Bradenton's City Council voted to seize control of the city's three community redevelopment agencies a week ago by a vote of 4-1. At that time, there was no plan in place for restructering these entities. But the council message is: Trust us.
This week, the council decided to forge ahead with the creation of an economic development department. The future of the Downtown Development Authority remains a mystery.
Citizens in the know defend the CRAs as viable operations. The volunteers who serve on agency advisory boards defend their work, objectives and projects. The Florida League of Cities honors these CRAs as a "benchmark in how it's working," according to Gene Brown, the lone council voice objecting to the majority rule.
Mayor Wayne Poston also objects but lacks a vote, saying, though, "The more people we get involved in government, the better government is."
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The final four in the victorious voting bloc -- Harold Byrd, Gene Gallo, Patrick Roff and Bemis Smith -- should be held accountable for this. They promise a plan before the Jan. 1 takeover date. Smith has outlined a general restructuring but nothing's settled.
The council always held final responsibility for approving CRA projects and expenditures, so accountability always rested in their hands.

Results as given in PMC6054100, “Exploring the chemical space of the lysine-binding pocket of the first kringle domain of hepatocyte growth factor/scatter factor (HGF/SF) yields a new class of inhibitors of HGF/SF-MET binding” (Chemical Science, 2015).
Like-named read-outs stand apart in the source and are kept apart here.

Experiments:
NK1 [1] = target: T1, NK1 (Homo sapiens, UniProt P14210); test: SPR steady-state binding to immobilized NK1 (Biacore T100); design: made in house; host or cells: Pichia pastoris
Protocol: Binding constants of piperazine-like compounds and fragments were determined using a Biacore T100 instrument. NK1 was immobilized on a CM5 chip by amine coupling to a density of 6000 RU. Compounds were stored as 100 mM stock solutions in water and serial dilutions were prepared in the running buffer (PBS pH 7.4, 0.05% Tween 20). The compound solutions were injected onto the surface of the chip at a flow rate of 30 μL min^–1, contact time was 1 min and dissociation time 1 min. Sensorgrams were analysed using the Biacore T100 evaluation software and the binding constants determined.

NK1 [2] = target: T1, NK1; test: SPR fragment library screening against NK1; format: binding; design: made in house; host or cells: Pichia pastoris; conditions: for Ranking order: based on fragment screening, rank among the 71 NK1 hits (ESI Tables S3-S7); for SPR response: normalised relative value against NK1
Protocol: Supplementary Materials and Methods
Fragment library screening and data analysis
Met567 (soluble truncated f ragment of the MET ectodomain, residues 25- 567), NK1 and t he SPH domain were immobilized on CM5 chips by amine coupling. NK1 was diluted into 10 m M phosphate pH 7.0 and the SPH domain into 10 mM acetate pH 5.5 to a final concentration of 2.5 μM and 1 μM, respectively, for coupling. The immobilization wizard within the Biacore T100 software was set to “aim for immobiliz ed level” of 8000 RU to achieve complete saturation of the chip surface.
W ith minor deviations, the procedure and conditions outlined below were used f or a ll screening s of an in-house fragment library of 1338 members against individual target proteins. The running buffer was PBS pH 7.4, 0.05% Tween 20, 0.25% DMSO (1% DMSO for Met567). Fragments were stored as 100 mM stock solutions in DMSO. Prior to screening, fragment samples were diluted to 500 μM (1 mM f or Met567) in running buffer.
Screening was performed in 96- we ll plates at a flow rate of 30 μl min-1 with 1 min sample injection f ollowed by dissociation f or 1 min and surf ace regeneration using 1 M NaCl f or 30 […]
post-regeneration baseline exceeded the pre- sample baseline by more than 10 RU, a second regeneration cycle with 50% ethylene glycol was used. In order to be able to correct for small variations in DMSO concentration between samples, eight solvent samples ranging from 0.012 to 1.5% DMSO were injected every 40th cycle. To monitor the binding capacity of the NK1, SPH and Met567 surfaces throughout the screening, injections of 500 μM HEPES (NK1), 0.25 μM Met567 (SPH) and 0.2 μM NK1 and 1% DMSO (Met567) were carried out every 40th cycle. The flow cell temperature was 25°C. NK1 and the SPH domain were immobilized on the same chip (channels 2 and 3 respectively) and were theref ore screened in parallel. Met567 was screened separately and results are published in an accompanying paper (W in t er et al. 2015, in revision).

But there's a honey pot at the end of the rainbow here. In order to keep the county administration building downtown, years ago the DDA agreed to help pay development costs and pay the county its share of parking garage revenues. The DDA, which oversees the 14th Street West and Bradenton CRAs, is set to begin pocketing more than $1.3 million annually in 2018 when an interlocal agreement with Manatee County expires.
Citizens, formerly the guardian of the tax-increment cash register, are now out of the loop, though "advisory" boards are in the unwritten plans.
So the City Council has grabbed a soon-to-be fatter wallet. The city's CRA system was not broken until the council wielded a hammer and beat it to pieces. But we'll see how they stitch a new system together. A more aggressive commitment to removing blight would be welcome.